[title]: # (IRC proxy with systemd)
## IRC proxy tunnel with systemd socket activation
It has been [discussed](/~nick/sshtunnel.html) how to tunnel
[IRC](/~shanx/other.html#irc) using SSH. Here is another way to do it on Linux.
This method takes advantage of systemd socket activation. It means that when
you connect to your local IRC proxy port, systemd will spawn the IRC proxy
service which will connect to tilde.town and then to the IRC server. The
advantage is that you don't have to issue a command to start the connection,
even when the connection breaks or you restart your computer. Here is how to
1. Set up a new passwordless SSH keypair. I recommend using a keypair just for
this proxy, as an extra precaution.
$ ssh-keygen -f townirc.pem
2. Add the public key to your ~/.ssh/authorized_keys on tilde.town. As a
security precaution and for convenience later, you can make the ssh key
only be able to be used for connecting to IRC by prepending the line with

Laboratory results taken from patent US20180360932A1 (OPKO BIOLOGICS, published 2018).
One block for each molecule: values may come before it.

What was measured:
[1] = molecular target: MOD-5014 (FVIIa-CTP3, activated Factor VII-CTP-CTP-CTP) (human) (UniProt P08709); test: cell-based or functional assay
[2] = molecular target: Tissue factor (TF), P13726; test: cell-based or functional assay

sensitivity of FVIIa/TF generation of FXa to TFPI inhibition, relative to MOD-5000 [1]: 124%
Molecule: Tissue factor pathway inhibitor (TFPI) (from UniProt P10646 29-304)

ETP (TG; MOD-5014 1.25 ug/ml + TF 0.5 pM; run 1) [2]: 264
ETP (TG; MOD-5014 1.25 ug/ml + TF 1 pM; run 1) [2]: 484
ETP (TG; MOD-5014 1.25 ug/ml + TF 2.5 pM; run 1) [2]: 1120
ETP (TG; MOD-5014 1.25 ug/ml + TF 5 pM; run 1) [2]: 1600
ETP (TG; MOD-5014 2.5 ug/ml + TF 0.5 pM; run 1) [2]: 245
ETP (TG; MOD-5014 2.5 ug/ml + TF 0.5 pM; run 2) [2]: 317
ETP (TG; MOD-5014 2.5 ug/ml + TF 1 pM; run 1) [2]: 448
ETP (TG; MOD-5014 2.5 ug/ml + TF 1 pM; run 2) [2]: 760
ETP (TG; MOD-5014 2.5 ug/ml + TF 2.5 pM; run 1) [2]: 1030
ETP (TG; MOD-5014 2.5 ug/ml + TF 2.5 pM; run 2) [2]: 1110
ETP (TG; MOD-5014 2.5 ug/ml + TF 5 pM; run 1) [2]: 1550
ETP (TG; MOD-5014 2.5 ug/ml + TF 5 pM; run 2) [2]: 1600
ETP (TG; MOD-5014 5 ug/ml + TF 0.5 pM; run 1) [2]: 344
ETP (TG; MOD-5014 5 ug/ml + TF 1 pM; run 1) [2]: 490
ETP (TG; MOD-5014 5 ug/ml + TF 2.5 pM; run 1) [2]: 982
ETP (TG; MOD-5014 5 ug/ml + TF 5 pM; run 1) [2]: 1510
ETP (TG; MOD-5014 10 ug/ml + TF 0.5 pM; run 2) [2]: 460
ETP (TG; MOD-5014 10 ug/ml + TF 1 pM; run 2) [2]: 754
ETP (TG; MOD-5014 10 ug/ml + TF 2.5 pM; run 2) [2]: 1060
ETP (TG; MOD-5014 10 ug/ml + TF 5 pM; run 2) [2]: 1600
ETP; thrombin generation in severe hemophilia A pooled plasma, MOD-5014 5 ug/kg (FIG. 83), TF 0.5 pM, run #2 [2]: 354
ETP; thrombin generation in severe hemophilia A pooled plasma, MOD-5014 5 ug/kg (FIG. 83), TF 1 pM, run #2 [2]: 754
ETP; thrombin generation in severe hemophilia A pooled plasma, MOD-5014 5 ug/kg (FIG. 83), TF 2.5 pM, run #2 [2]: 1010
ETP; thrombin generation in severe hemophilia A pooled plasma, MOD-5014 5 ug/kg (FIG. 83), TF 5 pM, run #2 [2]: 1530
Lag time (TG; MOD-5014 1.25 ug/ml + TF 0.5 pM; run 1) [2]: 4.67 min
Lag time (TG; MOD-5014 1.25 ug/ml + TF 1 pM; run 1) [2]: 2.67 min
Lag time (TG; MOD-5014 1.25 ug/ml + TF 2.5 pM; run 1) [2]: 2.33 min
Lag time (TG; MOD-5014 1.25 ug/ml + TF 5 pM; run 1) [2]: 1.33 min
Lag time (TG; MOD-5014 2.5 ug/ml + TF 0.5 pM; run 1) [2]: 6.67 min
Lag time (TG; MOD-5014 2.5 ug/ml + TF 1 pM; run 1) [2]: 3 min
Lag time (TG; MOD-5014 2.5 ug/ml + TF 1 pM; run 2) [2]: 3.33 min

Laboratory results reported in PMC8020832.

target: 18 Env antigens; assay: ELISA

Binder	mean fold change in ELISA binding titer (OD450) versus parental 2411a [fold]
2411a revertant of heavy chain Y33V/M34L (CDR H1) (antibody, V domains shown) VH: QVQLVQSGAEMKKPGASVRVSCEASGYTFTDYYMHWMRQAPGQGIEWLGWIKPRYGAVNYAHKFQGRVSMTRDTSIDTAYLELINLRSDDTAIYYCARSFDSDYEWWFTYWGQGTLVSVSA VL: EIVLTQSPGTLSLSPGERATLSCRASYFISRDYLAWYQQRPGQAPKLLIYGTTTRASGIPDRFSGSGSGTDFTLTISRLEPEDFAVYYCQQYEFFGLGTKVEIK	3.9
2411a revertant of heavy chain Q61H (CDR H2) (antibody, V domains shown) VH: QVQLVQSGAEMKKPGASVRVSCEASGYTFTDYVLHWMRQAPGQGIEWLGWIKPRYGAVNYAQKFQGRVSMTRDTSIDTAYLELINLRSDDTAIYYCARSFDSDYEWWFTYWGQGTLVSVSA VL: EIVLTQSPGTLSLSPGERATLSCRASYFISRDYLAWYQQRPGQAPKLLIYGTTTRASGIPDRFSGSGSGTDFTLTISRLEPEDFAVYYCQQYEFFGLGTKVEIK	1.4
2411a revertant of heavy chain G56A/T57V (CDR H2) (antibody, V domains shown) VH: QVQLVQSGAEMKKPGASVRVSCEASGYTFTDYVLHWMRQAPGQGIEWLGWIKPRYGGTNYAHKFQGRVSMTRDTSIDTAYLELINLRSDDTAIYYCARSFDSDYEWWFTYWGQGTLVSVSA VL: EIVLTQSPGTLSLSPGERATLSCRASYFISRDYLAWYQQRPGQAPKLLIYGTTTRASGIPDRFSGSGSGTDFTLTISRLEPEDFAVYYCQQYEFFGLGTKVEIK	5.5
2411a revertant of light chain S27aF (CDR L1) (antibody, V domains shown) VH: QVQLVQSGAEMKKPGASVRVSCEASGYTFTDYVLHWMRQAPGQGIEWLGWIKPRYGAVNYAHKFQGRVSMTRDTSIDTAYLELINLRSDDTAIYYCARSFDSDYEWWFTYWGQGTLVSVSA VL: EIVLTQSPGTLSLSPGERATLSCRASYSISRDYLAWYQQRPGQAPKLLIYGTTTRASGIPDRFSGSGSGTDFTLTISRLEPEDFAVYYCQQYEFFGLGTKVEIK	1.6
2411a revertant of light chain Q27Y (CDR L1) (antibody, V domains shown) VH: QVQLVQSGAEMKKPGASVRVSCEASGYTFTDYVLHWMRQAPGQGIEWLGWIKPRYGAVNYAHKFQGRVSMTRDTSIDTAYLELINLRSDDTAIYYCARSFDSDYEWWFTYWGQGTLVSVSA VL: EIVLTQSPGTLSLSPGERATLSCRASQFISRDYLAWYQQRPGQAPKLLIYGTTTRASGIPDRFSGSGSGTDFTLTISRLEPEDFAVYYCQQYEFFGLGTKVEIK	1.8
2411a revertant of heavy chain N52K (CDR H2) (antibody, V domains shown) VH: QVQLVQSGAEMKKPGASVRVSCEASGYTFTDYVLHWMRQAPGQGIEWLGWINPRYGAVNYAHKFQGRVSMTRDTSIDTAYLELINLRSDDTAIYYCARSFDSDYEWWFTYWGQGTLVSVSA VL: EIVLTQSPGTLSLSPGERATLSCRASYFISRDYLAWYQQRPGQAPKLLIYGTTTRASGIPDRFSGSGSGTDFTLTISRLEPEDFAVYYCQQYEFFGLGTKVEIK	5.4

`command="/bin/nc 127.0.0.1 6667" `.
3. On the machine where you will use the IRC client, create a systemd socket
and service file as below. Replace HOME_USER with your local username,
TILDE_USER with your tilde.town username, and PATH_TO_PRIVATEKEY with the
path to where you put the private key that you generated in step 1.
Description=Proxy to tilde.town IRC
ExecStart=/usr/bin/ssh -T -i PATH_TO_PRIVATEKEY/townirc.pem TILDE_USER@tilde.town
Note that the ssh invokation above does not specify a command. This is because
the command="..." in the authorized_keys file for the key overrides any command
given as a command-line argument to ssh.
4. Enable the socket and service
$ systemctl enable irc-proxy-town.socket
5. That should do it. Try connecting now to 127.0.0.1:6667 from your local IRC
client. If it doesn't work, check `systemctl status irc-proxy-town.socket`.
a similar approach using netcat instead of systemd:
[Simulating ssh tunnel using netcat](http://jvdm.sdf.org/blog/2011-09-ssh-tunneling-to-bypass-smtp-firewall/)